Malicious parties have illegally accessed official documents of the Japanese government by hacking Fujitsu software-as-a-service (SaaS) platform ProjectWEB, reported Threat Post. Fujitsu temporarily took down the cloud-based collaboration tool to address the issue.
ProjectWEB, a collaboration and sharing platform, is being used by several Japanese government bodies. The incident is believed to have compromised official documents from the Ministry of Land, Infrastructure, Transport, and Tourism, the Cabinet Secretariat, and the Narita Airport.
Fujitsu has acknowledged the issue and confirmed that there was an “unauthorized access” to the platform. The company’s Cabinet Cyber Security Center (NISC) is currently investigating the hack.
The incident occurred on May 24 and Fujitsu issued a statement the next day. According to a statement by the company in Japanese cited by Security Boulevard, “Fujitsu is currently conducting a thorough review of this incident, and we are in close consultation with the Japanese authorities.”
The release also suggested that government agencies should look into their systems to see whether they were also breached.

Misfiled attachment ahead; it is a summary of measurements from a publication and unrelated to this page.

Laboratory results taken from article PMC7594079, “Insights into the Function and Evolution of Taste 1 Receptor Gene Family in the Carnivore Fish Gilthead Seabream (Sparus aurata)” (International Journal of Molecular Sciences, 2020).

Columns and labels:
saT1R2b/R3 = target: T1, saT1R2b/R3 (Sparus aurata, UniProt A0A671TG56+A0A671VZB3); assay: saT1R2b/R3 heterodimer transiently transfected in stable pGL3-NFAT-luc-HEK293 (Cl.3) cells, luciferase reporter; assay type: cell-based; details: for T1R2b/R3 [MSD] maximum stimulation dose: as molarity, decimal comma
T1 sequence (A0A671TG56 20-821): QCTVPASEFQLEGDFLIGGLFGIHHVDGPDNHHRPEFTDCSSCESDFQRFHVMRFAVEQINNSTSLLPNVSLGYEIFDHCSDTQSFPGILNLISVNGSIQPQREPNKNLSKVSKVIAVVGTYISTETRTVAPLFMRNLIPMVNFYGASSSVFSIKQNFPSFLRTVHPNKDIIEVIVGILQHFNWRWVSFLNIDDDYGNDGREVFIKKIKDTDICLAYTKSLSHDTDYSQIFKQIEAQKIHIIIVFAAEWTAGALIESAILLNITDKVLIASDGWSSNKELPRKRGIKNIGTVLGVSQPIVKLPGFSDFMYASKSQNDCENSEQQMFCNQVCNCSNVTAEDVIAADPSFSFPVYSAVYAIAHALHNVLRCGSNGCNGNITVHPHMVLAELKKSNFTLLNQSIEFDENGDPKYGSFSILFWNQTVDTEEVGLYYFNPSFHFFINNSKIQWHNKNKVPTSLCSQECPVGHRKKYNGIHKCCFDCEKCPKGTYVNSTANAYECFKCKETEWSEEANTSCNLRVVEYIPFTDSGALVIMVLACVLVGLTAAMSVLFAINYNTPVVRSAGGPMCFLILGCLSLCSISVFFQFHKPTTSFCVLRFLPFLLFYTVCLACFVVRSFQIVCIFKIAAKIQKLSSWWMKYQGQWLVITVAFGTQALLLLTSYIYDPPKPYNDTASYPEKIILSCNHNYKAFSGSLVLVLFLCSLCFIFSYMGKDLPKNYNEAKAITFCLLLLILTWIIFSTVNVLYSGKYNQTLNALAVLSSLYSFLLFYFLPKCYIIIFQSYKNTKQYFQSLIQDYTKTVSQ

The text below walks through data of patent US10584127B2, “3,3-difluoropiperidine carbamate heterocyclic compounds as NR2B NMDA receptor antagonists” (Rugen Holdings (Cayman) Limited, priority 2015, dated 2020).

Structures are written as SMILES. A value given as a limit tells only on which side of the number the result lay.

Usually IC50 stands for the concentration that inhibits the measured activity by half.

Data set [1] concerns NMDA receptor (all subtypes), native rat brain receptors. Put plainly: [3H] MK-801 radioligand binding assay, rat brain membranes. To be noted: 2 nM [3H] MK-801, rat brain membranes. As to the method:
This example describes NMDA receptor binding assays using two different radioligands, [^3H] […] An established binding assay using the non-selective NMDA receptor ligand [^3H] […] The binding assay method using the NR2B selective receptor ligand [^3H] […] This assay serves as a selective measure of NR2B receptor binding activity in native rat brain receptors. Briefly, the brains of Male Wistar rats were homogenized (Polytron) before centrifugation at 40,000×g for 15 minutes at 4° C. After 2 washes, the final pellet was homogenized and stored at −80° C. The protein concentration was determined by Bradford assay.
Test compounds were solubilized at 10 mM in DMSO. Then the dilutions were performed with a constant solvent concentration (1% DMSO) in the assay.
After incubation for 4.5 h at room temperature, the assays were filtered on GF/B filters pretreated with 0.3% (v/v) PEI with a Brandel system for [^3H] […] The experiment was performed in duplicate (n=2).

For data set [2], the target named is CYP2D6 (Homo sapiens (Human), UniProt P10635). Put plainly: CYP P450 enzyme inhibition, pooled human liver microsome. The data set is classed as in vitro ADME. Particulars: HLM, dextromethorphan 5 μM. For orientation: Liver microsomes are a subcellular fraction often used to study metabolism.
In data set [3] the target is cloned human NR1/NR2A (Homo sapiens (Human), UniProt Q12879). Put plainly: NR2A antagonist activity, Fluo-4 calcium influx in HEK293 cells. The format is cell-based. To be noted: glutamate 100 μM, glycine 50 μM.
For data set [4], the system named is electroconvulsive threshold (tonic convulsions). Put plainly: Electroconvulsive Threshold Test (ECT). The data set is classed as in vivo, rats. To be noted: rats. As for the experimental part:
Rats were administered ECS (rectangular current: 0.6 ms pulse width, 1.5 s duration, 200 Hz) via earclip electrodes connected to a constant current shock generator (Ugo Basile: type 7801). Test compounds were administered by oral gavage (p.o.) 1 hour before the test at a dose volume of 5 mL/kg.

“As a precautionary measure, we have suspended use of this tool, and we have informed any potentially impacted customers,” the statement added, “We deeply apologize for the great concern and inconvenience caused to all the parties involved in this case.”
While the firm did not reveal the extent of the breach, a report by a Japanese news outlet said that the threat actors obtained over 76,000 email addresses, mainly of employees and contractors of the Ministry of Land, Infrastructure, Transport, and Tourism. Air Traffic data from Narita Airport has also been compromised, reported Threat Post.
The company has taken steps toward mitigating the breach and assured customers that it is working on the issue. It said, “We will continue to work on investigating and analyzing the scope of impact and the causes of all projects that use [ProjectWEB] with the cooperation of our customers.”
“We take this case very seriously and will continue to consult with the relevant authorities and make every effort to support the victims.”
Meanwhile, this is not the first time that official government files have been compromised. Back in April, hackers exploited two bugs in Solito, a files-sharing server based in Japan. It has also affected government bodies such as the Prime Minister’s Cabinet Office.
Fujitsu has also been the victim of a cyberattack in 2019 involving its Wireless Keyboard Set LX901 which was found to be vulnerable to keystroke injection attacks.